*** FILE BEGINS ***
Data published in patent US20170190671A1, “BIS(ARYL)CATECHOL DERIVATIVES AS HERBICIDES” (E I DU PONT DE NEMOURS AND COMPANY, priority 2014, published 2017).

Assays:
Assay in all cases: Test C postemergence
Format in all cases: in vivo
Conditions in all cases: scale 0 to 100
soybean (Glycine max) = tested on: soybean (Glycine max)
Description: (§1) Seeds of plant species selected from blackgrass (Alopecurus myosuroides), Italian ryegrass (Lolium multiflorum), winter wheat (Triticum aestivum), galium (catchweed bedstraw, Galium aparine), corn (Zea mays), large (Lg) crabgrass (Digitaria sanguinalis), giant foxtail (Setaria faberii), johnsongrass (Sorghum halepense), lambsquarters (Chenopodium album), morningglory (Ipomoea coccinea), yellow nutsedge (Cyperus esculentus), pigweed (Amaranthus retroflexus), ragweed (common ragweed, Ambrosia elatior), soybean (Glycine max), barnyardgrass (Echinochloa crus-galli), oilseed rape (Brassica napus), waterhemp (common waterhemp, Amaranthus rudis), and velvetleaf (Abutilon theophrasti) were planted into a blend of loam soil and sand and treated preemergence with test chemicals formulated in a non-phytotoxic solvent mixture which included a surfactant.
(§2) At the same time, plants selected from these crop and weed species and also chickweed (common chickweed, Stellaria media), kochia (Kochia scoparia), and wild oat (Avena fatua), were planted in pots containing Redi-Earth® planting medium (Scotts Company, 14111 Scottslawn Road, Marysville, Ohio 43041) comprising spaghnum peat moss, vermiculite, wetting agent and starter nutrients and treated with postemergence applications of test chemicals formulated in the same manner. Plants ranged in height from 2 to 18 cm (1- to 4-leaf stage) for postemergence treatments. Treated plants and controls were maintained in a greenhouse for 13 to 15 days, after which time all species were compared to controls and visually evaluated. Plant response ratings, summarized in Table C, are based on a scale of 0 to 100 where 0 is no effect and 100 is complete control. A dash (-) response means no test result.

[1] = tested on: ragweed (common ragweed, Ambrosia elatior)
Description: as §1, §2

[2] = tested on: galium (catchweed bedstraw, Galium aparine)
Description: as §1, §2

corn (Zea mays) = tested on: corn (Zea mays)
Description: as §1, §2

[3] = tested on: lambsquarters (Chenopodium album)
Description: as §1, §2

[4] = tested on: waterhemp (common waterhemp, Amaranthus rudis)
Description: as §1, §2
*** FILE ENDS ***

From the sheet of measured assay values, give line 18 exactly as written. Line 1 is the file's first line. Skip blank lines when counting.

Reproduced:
Description: as §1, §2